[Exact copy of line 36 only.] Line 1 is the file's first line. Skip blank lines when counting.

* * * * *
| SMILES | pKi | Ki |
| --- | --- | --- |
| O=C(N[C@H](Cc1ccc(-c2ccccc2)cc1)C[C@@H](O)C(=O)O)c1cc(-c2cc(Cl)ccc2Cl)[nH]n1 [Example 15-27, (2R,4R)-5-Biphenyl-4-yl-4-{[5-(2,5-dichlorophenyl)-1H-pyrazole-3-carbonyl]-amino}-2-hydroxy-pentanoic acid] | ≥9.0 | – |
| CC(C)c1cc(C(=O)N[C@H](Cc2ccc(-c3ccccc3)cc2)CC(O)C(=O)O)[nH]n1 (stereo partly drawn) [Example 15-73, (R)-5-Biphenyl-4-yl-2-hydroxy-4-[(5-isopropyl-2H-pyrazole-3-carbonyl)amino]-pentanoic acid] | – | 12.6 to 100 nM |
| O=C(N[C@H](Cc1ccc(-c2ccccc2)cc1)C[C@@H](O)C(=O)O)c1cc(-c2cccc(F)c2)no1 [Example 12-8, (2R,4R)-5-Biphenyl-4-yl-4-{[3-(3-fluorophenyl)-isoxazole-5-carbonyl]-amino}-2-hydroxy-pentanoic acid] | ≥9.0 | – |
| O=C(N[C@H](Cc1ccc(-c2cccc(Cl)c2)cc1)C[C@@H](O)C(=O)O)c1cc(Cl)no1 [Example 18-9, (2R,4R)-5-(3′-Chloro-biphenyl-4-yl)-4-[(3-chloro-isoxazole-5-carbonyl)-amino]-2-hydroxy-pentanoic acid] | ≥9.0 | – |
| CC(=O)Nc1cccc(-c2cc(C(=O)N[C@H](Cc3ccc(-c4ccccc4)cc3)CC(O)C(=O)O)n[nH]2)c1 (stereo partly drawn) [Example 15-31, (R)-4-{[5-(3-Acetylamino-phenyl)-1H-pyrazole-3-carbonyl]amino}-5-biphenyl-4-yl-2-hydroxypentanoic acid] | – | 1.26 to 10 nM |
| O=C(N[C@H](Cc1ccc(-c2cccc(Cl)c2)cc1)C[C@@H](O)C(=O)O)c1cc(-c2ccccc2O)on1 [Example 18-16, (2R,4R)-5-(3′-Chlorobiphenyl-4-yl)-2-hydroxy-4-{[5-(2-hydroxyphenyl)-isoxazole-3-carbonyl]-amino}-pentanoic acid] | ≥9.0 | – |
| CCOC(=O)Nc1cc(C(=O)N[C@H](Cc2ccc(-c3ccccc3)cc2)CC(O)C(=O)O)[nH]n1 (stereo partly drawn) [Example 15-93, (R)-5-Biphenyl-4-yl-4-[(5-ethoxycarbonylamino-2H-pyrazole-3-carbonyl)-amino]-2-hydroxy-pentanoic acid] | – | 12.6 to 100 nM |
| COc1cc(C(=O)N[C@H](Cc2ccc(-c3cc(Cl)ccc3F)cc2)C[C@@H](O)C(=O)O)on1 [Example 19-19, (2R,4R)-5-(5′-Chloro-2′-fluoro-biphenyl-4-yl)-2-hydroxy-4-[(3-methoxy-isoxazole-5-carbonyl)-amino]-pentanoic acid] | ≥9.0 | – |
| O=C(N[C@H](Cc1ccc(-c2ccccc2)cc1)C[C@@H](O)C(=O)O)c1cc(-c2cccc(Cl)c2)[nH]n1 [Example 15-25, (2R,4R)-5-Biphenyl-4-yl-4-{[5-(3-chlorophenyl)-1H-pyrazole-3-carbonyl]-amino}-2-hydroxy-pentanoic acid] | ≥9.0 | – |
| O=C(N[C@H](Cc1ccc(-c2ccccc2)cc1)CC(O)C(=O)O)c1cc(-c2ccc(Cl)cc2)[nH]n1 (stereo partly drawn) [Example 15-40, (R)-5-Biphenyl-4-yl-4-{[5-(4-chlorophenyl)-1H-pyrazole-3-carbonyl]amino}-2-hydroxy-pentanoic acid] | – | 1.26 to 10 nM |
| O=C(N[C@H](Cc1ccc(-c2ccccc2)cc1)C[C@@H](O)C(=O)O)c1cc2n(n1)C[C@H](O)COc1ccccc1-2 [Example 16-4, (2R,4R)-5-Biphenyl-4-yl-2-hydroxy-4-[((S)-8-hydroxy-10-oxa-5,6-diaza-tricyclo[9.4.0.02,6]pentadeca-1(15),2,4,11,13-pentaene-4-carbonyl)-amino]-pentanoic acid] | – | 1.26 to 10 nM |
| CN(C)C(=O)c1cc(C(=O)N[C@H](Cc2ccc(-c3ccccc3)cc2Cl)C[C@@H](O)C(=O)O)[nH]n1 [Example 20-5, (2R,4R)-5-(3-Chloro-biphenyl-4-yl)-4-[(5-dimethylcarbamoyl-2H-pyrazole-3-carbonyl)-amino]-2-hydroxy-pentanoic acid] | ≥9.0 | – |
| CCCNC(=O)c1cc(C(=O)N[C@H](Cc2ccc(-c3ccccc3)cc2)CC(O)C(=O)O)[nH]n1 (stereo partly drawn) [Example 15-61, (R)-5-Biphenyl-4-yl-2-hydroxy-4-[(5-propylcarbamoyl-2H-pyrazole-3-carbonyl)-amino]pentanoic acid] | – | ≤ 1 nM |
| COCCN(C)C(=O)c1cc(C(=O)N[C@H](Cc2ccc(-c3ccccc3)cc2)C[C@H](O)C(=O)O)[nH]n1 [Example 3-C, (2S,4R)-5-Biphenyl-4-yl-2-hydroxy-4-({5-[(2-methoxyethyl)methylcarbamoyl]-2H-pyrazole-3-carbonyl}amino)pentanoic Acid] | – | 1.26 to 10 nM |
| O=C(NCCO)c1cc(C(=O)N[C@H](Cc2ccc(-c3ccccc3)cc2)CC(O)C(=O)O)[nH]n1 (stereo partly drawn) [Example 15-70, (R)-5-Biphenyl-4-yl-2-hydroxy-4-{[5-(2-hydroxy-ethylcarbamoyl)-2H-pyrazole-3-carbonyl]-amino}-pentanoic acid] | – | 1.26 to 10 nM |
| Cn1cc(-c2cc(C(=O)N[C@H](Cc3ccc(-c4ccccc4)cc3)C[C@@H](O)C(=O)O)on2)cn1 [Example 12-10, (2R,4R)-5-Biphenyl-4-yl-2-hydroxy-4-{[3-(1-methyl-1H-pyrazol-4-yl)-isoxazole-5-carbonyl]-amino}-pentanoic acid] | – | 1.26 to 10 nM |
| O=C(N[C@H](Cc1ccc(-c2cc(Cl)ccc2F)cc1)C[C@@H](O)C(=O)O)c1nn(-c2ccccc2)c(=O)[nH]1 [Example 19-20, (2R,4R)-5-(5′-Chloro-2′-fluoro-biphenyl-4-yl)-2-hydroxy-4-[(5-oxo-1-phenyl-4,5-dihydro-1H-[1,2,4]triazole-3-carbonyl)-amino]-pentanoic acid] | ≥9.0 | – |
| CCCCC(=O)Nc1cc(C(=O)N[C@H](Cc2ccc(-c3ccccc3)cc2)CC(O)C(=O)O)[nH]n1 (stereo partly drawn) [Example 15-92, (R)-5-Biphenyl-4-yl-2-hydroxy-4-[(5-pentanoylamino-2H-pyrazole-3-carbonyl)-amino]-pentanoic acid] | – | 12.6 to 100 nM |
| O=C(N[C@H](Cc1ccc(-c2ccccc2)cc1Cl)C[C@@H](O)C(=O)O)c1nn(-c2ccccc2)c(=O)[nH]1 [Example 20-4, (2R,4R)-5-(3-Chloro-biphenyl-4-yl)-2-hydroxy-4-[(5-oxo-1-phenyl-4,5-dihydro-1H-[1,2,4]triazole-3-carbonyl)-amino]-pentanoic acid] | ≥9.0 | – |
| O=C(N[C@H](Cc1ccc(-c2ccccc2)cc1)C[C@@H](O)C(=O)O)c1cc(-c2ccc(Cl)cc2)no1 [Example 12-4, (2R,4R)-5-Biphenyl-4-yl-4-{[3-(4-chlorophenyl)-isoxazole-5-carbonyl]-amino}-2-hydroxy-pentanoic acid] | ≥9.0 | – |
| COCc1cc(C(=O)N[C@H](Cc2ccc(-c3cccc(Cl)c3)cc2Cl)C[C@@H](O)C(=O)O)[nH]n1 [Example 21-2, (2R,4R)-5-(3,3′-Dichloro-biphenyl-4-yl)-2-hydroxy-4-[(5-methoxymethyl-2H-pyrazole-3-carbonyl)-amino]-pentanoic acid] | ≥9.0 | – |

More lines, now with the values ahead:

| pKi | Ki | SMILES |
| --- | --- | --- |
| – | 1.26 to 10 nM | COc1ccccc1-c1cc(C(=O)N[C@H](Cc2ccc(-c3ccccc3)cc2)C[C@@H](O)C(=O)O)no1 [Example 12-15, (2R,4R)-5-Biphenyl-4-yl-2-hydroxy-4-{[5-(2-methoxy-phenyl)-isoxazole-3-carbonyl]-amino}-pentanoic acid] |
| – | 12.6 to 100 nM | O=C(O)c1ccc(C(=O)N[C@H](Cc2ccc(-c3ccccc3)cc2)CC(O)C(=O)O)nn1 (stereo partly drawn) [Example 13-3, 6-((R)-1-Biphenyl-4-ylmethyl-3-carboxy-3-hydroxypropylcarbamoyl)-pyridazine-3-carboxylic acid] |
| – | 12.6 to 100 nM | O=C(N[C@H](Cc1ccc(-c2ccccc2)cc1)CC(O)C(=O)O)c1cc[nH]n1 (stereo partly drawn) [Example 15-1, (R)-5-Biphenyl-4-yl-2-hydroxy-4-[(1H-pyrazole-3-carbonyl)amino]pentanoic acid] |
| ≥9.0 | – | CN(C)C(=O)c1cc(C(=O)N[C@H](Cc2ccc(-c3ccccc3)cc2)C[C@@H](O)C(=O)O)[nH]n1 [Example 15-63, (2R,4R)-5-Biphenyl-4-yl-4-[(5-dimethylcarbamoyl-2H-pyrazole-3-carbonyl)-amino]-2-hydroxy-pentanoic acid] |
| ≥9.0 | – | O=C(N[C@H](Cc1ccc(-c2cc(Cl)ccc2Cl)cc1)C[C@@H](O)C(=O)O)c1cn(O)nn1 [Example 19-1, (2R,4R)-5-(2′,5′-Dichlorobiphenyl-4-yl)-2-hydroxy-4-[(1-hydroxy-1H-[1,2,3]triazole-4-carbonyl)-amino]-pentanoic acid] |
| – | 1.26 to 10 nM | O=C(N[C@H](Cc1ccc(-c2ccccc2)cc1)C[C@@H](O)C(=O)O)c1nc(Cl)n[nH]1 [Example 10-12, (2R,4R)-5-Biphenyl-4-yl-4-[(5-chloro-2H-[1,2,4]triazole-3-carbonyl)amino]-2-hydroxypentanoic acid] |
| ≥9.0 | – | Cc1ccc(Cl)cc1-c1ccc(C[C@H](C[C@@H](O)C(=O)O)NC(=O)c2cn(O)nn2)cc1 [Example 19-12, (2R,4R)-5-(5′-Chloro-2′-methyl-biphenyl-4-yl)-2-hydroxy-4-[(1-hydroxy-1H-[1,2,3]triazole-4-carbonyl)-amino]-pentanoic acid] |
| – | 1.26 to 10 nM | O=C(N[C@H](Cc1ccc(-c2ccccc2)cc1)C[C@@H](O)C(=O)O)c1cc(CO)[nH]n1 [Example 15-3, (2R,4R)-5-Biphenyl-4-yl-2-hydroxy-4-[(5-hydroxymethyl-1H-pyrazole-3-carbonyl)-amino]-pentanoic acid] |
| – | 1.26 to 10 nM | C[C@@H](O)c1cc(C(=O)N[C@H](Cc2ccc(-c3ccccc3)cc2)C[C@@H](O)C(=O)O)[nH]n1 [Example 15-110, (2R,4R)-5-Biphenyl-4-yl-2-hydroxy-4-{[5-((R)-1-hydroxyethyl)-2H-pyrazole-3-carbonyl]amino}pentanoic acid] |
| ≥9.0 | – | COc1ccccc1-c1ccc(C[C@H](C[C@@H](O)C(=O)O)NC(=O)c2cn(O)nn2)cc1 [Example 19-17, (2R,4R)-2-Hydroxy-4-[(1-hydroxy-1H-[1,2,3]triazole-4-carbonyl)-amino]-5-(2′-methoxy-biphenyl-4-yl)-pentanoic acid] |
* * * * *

| ≥9.0 | – | COc1ccccc1-c1ccc(C[C@H](C[C@@H](O)C(=O)O)NC(=O)c2cn(O)nn2)cc1 [Example 19-17, (2R,4R)-2-Hydroxy-4-[(1-hydroxy-1H-[1,2,3]triazole-4-carbonyl)-amino]-5-(2′-methoxy-biphenyl-4-yl)-pentanoic acid] |